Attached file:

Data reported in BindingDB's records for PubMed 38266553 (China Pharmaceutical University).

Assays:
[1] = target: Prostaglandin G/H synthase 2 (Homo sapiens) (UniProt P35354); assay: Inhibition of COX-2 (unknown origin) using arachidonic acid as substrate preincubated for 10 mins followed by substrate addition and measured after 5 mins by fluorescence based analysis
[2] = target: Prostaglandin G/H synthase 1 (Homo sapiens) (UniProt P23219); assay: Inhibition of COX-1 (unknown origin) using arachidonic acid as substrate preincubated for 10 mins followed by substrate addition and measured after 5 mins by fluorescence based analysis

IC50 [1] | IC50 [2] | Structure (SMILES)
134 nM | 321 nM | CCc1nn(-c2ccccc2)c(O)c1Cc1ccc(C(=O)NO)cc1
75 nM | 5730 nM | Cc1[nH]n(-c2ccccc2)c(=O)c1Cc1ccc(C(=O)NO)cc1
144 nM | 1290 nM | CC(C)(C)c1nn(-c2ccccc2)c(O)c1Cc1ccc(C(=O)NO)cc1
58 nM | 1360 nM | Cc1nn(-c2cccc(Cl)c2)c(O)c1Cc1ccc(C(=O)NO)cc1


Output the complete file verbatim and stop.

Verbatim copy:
Data reported in BindingDB's records for PubMed 38266553 (China Pharmaceutical University).

Assays:
[1] = target: Prostaglandin G/H synthase 2 (Homo sapiens) (UniProt P35354); assay: Inhibition of COX-2 (unknown origin) using arachidonic acid as substrate preincubated for 10 mins followed by substrate addition and measured after 5 mins by fluorescence based analysis
[2] = target: Prostaglandin G/H synthase 1 (Homo sapiens) (UniProt P23219); assay: Inhibition of COX-1 (unknown origin) using arachidonic acid as substrate preincubated for 10 mins followed by substrate addition and measured after 5 mins by fluorescence based analysis

IC50 [1] | IC50 [2] | Structure (SMILES)
134 nM | 321 nM | CCc1nn(-c2ccccc2)c(O)c1Cc1ccc(C(=O)NO)cc1
75 nM | 5730 nM | Cc1[nH]n(-c2ccccc2)c(=O)c1Cc1ccc(C(=O)NO)cc1
144 nM | 1290 nM | CC(C)(C)c1nn(-c2ccccc2)c(O)c1Cc1ccc(C(=O)NO)cc1
58 nM | 1360 nM | Cc1nn(-c2cccc(Cl)c2)c(O)c1Cc1ccc(C(=O)NO)cc1